Henrik Svensmark and his team were not surprised by it, because the immediate action of cosmic rays, seen in laboratory experiments, creates micro-clusters of sulphuric acid and water molecules that are too small to affect the AERONET observations.

Only when they have spent a few days growing in size should they begin to show up, or else be noticeable by their absence. The evidence from the aftermath of the Forbush decreases, as scrutinized by the Danish team, gives aerosol experts valuable information about the formation and fate of small aerosols in the Earth's atmosphere.

Although capable of affecting sunlight after five days, the growing aerosols would not yet be large enough to collect water droplets. The full impact on clouds only becomes evident two or three days later.

It takes the form of a loss of low-altitude clouds, because of the earlier loss of small aerosols that would normally have grown into "cloud condensation nuclei" capable of seeding the clouds.

"Then it's like noticing bare patches in a field, where a farmer forgot to sow the seeds," Svensmark explains. "Three independent sets of satellite observations all tell a similar story of clouds disappearing, about a week after the minimum of cosmic rays."

Averaging satellite data on the liquid-water content of clouds over the oceans, for the five strongest Forbush decreases from 2001 to 2005, the DTU team found a 7 per cent decrease, as mentioned earlier.

That translates into 3 billion tons of liquid water vanishing from the sky.
The water remains the-re in vapor form, but unlike cloud droplets it does not get in the way of sunlight trying to warm the ocean. After the same five Forbush decreases, satellites measuring the extent of liquid-water clouds revealed an average reduction of 4 per cent. Other satellites showed a similar 5 per cent reduction in clouds below 3200 meters over the ocean.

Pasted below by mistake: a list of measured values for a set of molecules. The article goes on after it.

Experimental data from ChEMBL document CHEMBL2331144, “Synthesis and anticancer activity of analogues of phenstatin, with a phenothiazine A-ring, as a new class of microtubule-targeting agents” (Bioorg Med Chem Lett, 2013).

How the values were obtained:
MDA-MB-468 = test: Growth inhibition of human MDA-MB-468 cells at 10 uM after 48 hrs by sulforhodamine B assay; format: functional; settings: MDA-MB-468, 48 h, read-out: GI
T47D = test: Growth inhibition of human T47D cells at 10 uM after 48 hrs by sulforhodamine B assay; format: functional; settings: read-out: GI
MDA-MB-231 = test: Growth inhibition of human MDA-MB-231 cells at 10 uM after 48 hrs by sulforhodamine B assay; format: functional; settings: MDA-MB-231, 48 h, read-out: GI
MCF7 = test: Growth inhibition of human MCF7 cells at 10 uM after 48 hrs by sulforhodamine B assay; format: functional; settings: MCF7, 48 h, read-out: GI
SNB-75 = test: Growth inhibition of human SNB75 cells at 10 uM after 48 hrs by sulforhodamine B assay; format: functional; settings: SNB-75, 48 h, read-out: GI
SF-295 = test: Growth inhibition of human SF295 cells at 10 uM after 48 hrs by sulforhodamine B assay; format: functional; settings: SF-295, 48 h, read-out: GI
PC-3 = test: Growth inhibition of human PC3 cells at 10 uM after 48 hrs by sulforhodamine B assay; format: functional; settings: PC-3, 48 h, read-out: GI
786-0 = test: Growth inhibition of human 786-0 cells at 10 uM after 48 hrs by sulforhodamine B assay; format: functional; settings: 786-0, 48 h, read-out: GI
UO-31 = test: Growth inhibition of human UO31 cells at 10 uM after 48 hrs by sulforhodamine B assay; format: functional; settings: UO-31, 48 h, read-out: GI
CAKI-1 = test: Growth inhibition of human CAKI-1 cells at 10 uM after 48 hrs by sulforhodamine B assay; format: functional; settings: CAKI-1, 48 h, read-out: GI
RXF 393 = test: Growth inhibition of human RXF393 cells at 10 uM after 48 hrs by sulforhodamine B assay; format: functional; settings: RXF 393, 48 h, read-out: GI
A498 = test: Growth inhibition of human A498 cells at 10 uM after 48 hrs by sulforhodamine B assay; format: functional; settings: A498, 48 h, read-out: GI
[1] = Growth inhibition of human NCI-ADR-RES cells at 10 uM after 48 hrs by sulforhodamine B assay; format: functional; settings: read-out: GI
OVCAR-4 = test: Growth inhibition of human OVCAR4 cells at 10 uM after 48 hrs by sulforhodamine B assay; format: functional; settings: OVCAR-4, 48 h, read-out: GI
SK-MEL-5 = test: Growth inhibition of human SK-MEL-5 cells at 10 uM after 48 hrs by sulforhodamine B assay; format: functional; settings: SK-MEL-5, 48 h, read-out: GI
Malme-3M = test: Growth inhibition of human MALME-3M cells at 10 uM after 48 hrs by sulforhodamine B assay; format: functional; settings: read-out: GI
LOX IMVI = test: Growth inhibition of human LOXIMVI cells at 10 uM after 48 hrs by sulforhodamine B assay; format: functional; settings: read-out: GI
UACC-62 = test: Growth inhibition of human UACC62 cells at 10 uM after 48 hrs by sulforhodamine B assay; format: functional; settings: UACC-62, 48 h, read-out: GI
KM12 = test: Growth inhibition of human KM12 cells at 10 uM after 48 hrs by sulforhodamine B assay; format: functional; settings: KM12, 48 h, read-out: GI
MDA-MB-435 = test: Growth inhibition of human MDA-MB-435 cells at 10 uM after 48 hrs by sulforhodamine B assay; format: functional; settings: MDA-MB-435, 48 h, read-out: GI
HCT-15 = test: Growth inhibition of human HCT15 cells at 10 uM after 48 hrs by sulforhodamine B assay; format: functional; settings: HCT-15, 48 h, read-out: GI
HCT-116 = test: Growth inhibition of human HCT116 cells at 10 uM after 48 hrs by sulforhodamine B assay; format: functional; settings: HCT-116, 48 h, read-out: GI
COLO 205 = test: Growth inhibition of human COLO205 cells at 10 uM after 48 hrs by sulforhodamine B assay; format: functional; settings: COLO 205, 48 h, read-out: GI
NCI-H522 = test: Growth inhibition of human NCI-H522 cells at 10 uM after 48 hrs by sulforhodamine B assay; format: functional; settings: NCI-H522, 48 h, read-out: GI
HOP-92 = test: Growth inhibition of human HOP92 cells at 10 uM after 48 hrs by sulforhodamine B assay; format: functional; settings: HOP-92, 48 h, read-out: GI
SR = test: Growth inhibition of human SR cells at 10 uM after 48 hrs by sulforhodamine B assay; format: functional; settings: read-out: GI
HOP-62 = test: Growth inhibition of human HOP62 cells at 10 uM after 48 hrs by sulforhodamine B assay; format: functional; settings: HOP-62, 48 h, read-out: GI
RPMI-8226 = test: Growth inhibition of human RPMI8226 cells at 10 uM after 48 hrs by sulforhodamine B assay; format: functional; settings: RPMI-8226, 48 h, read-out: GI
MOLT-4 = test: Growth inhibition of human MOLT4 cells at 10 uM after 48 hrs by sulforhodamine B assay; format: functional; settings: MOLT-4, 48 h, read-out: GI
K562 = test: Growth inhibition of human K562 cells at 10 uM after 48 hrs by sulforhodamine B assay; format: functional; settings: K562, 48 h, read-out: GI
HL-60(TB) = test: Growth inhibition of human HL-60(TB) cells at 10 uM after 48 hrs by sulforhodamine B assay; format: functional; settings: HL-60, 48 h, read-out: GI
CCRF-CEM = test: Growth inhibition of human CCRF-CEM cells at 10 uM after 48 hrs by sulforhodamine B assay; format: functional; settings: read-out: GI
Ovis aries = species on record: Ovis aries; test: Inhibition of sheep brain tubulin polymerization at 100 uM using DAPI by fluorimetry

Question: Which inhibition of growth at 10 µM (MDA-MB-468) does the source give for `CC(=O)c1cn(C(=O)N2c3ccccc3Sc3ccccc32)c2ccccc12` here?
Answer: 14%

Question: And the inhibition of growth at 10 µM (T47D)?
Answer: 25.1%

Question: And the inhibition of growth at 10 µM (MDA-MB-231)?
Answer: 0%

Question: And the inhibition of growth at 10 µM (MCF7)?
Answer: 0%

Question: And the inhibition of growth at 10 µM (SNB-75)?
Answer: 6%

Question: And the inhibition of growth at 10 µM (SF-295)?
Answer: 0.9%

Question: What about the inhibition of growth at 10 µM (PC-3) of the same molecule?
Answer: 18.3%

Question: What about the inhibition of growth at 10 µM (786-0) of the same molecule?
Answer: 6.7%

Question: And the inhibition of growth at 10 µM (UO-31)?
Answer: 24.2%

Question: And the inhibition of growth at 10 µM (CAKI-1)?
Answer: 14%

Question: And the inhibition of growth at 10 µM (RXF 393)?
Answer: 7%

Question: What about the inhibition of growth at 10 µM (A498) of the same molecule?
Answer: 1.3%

"The effect of the solar explosions on the Earth's cloudiness is huge," Henrik Svensmark comments.

"A loss of clouds of 4 or 5 per cent may not sound very much, but it briefly increases the sunlight reaching the oceans by about 2 watt per square meter, and that's equivalent to all the global warming during the 20th Century."

The Forbush decreases are too short-lived to have a lasting effect on the climate, but they dramatize the mechanism that works more patiently during the 11-year solar cycle.

When the Sun becomes more active, the decline in low-altitude cosmic radiation is greater than that seen in most Forbush events and the loss of low cloud cover persists for long enough to warm the world.

That explains, according to the DTU team, the alternations of warming and cooling seen in the lower atmosphere and in the oceans during solar cycles.

The director of the Danish National Space Institute, DTU, Eigil Friis-Christensen, was co-author with Svensmark of an early report on the effect of cosmic rays on cloud cover, back in 1996.

Commenting on the latest paper he said, "The evidence has piled up, first for the link between cosmic rays and low-level clouds and then, by experiment and observation, for the mechanism involving aerosols. All these consistent scientific results illustrate that the current climate models used to predict future climate are lacking important parts of the physics".

http://english.farsnews.com/newstext.php?nn=8807151416